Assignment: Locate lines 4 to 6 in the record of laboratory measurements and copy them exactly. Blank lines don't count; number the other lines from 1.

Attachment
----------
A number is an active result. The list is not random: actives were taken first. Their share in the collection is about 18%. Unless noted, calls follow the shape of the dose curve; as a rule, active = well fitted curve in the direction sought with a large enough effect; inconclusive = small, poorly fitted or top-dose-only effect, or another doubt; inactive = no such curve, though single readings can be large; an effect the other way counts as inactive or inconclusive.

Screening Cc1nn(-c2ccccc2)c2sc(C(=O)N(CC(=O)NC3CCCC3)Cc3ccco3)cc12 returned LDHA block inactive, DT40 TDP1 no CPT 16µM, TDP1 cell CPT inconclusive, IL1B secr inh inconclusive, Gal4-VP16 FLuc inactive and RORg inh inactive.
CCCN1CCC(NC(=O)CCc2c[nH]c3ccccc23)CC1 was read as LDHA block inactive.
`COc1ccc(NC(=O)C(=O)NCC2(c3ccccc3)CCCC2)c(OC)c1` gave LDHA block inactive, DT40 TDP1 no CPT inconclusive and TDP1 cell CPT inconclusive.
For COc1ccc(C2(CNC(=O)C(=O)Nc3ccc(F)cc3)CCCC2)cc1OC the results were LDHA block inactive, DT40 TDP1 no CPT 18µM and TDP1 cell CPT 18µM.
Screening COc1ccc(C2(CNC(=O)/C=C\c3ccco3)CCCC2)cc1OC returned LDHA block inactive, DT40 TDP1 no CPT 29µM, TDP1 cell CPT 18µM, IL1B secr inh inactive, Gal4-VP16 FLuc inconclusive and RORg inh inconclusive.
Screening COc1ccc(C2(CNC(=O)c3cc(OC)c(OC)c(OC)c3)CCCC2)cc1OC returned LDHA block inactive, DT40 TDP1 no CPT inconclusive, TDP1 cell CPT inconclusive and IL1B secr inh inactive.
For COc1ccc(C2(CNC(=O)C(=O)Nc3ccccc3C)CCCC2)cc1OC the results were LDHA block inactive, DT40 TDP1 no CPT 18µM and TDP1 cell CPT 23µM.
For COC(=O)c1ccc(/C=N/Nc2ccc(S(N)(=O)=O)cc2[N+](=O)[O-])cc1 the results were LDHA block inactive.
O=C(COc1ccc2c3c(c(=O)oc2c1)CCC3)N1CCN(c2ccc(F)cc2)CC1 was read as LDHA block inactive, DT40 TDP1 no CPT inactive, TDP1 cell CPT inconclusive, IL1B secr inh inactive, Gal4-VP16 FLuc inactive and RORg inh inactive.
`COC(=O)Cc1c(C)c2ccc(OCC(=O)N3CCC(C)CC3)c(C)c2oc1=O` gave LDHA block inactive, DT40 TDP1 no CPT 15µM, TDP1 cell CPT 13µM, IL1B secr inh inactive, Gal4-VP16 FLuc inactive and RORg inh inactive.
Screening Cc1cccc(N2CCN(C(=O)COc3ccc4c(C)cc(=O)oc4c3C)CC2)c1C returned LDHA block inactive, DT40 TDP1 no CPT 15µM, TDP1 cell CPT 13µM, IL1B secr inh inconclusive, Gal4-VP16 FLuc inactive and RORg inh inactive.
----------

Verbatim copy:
`COc1ccc(NC(=O)C(=O)NCC2(c3ccccc3)CCCC2)c(OC)c1` gave LDHA block inactive, DT40 TDP1 no CPT inconclusive and TDP1 cell CPT inconclusive.
For COc1ccc(C2(CNC(=O)C(=O)Nc3ccc(F)cc3)CCCC2)cc1OC the results were LDHA block inactive, DT40 TDP1 no CPT 18µM and TDP1 cell CPT 18µM.
Screening COc1ccc(C2(CNC(=O)/C=C\c3ccco3)CCCC2)cc1OC returned LDHA block inactive, DT40 TDP1 no CPT 29µM, TDP1 cell CPT 18µM, IL1B secr inh inactive, Gal4-VP16 FLuc inconclusive and RORg inh inconclusive.